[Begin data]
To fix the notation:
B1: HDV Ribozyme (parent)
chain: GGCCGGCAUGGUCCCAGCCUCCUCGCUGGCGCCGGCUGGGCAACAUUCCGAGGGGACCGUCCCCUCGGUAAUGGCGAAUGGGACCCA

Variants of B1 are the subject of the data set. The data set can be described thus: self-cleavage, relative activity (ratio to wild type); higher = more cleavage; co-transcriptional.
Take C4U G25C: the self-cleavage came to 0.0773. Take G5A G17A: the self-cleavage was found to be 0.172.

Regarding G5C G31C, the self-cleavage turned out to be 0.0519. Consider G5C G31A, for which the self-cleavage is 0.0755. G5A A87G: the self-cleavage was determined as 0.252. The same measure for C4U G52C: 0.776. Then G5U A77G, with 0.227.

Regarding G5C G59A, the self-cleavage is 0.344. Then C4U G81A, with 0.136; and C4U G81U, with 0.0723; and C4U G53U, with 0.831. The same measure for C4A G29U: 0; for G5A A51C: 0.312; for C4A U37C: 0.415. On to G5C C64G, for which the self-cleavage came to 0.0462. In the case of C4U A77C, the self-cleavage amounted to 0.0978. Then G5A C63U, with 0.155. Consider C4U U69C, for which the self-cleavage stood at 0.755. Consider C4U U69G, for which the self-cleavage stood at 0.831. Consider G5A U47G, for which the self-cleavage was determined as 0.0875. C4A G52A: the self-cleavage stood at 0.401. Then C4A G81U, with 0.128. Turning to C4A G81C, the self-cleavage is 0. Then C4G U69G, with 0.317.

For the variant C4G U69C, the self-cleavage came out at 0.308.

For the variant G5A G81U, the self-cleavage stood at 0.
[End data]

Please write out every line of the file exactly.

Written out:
To fix the notation:
B1: HDV Ribozyme (parent)
chain: GGCCGGCAUGGUCCCAGCCUCCUCGCUGGCGCCGGCUGGGCAACAUUCCGAGGGGACCGUCCCCUCGGUAAUGGCGAAUGGGACCCA

Variants of B1 are the subject of the data set. The data set can be described thus: self-cleavage, relative activity (ratio to wild type); higher = more cleavage; co-transcriptional.
Take C4U G25C: the self-cleavage came to 0.0773. Take G5A G17A: the self-cleavage was found to be 0.172.

Regarding G5C G31C, the self-cleavage turned out to be 0.0519. Consider G5C G31A, for which the self-cleavage is 0.0755. G5A A87G: the self-cleavage was determined as 0.252. The same measure for C4U G52C: 0.776. Then G5U A77G, with 0.227.

Regarding G5C G59A, the self-cleavage is 0.344. Then C4U G81A, with 0.136; and C4U G81U, with 0.0723; and C4U G53U, with 0.831. The same measure for C4A G29U: 0; for G5A A51C: 0.312; for C4A U37C: 0.415. On to G5C C64G, for which the self-cleavage came to 0.0462. In the case of C4U A77C, the self-cleavage amounted to 0.0978. Then G5A C63U, with 0.155. Consider C4U U69C, for which the self-cleavage stood at 0.755. Consider C4U U69G, for which the self-cleavage stood at 0.831. Consider G5A U47G, for which the self-cleavage was determined as 0.0875. C4A G52A: the self-cleavage stood at 0.401. Then C4A G81U, with 0.128. Turning to C4A G81C, the self-cleavage is 0. Then C4G U69G, with 0.317.

For the variant C4G U69C, the self-cleavage came out at 0.308.

For the variant G5A G81U, the self-cleavage stood at 0.